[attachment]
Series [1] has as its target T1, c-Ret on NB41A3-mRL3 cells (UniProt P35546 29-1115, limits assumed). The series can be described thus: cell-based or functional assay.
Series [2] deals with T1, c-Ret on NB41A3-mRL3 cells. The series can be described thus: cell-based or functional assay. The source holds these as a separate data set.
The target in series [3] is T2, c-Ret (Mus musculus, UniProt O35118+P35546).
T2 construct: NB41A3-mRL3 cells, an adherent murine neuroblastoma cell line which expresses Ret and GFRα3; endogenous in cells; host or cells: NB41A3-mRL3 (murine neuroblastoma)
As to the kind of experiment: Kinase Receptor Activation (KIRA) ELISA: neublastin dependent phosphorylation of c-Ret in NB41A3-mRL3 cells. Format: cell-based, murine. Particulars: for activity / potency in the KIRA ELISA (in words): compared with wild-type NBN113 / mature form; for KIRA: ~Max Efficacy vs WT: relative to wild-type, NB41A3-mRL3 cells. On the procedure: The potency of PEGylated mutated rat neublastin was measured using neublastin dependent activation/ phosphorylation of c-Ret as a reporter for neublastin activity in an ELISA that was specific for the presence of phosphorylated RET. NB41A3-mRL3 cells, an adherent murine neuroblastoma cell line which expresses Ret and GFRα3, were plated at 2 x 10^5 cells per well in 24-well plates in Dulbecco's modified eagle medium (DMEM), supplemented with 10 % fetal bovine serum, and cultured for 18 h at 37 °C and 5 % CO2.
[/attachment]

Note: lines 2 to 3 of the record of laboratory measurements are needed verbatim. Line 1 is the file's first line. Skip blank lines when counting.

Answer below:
Series [2] deals with T1, c-Ret on NB41A3-mRL3 cells. The series can be described thus: cell-based or functional assay. The source holds these as a separate data set.
The target in series [3] is T2, c-Ret (Mus musculus, UniProt O35118+P35546).